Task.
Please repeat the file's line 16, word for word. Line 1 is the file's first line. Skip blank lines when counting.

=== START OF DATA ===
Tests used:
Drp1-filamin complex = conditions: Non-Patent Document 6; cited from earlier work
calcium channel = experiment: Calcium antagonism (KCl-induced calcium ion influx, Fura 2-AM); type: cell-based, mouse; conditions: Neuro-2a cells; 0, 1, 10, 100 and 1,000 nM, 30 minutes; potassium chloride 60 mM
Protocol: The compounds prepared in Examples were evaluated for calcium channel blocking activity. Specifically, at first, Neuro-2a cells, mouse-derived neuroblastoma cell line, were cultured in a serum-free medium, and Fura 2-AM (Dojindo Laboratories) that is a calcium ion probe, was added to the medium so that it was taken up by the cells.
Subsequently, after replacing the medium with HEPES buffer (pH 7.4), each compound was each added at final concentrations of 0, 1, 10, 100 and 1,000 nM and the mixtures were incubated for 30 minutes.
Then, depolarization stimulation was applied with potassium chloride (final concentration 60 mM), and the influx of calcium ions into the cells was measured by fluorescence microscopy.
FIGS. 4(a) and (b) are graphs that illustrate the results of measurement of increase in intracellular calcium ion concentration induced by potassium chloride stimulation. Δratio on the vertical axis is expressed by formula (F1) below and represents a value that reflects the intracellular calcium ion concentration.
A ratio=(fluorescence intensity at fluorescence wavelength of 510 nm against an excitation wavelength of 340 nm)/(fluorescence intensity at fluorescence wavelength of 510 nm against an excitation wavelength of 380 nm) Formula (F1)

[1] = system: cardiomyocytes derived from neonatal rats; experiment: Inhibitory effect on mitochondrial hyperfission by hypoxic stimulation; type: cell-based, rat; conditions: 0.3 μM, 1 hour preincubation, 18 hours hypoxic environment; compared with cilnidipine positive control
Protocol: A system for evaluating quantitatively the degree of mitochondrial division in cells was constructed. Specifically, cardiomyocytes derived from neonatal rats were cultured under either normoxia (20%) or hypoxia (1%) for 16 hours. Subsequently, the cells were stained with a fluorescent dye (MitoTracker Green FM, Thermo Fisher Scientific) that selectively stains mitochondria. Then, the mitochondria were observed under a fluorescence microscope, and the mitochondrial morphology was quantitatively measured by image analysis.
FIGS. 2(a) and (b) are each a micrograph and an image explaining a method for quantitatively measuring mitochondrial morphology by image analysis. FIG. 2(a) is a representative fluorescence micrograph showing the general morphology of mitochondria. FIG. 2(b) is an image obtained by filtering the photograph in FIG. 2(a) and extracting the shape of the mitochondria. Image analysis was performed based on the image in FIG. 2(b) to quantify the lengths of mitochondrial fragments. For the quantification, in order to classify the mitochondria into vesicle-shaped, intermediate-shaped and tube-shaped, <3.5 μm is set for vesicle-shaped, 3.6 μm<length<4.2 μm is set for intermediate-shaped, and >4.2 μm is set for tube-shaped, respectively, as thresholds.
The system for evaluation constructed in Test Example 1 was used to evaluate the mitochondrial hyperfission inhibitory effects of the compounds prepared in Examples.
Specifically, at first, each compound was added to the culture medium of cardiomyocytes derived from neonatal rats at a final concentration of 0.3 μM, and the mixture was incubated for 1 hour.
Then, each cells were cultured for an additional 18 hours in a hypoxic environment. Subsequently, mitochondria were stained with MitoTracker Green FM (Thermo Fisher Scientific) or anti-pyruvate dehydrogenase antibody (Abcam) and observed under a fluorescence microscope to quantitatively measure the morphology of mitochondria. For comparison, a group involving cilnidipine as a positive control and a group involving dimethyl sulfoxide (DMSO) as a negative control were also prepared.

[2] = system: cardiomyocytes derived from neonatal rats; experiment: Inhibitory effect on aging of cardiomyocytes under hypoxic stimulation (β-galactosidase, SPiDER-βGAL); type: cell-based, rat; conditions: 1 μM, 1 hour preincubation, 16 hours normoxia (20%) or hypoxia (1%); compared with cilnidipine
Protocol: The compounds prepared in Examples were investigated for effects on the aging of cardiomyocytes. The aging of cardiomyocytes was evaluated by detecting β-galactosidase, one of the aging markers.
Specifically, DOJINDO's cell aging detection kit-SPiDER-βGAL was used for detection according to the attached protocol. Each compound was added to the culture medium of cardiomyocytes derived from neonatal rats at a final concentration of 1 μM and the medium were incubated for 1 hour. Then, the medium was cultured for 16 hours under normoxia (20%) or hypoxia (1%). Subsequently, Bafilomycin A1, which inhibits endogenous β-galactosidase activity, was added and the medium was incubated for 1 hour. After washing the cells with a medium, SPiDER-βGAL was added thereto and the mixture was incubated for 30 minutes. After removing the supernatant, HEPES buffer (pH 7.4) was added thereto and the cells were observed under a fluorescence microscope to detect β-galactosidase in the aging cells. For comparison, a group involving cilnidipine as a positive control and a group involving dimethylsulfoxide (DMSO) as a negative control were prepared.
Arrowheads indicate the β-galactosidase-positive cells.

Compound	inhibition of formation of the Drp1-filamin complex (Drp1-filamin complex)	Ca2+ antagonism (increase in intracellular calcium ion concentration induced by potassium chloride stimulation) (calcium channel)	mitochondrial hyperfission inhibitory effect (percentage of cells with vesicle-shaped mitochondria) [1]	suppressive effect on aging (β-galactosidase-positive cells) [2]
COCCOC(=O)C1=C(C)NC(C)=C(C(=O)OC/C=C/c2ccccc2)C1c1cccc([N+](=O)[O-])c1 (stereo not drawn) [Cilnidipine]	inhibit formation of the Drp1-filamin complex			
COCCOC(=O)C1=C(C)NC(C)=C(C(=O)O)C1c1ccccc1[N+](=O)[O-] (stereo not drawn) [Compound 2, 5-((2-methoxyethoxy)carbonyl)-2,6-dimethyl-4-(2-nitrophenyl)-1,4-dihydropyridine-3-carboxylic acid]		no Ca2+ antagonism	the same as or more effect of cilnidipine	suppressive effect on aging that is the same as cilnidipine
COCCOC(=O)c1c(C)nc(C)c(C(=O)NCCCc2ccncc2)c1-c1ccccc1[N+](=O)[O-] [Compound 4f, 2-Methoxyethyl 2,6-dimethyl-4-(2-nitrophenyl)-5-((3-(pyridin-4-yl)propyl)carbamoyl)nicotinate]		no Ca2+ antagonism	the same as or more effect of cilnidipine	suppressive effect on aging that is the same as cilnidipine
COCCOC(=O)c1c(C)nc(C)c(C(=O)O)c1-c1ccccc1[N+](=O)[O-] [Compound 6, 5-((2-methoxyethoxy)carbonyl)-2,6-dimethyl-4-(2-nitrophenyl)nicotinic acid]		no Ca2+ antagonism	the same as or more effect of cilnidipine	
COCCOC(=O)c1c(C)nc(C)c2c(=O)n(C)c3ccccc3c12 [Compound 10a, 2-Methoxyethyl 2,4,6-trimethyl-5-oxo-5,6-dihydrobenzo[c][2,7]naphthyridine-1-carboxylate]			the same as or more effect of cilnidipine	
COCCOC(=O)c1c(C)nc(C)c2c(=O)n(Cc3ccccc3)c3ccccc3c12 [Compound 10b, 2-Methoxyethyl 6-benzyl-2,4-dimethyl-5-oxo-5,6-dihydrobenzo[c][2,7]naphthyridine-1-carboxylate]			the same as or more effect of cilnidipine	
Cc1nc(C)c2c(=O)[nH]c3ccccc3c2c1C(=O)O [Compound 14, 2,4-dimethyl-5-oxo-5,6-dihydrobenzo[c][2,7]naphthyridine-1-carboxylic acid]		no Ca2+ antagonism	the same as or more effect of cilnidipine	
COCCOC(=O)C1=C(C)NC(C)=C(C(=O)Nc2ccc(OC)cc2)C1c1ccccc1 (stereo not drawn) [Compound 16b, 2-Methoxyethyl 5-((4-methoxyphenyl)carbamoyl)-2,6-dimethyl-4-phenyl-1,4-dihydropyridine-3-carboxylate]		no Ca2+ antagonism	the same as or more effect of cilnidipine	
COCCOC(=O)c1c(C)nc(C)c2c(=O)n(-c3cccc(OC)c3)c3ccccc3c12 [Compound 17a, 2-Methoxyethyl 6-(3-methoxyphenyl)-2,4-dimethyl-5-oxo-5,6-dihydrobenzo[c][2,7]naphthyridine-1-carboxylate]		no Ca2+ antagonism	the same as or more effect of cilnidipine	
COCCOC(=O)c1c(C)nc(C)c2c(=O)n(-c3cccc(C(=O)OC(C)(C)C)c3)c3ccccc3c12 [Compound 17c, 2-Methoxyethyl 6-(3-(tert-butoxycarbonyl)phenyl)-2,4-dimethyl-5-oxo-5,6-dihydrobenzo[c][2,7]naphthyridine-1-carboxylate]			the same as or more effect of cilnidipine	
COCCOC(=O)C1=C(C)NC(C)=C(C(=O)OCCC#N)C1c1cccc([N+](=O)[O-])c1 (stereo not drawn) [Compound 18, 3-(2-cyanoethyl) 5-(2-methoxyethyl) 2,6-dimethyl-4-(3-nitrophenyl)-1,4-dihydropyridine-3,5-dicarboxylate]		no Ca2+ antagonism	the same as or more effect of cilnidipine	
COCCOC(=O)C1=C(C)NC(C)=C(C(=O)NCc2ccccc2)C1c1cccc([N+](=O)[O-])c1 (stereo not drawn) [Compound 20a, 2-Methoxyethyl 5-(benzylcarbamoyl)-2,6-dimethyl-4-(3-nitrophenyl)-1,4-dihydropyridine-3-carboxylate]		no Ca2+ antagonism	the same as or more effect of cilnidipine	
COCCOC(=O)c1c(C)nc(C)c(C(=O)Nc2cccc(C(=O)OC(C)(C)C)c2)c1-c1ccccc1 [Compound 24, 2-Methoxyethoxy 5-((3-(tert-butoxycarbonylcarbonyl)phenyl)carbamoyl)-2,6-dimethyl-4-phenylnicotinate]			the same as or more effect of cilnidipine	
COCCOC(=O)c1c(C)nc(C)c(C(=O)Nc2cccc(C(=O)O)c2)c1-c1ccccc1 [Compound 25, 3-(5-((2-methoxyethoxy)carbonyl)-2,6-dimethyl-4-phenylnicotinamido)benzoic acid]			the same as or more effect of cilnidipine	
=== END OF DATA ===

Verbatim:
Protocol: The compounds prepared in Examples were investigated for effects on the aging of cardiomyocytes. The aging of cardiomyocytes was evaluated by detecting β-galactosidase, one of the aging markers.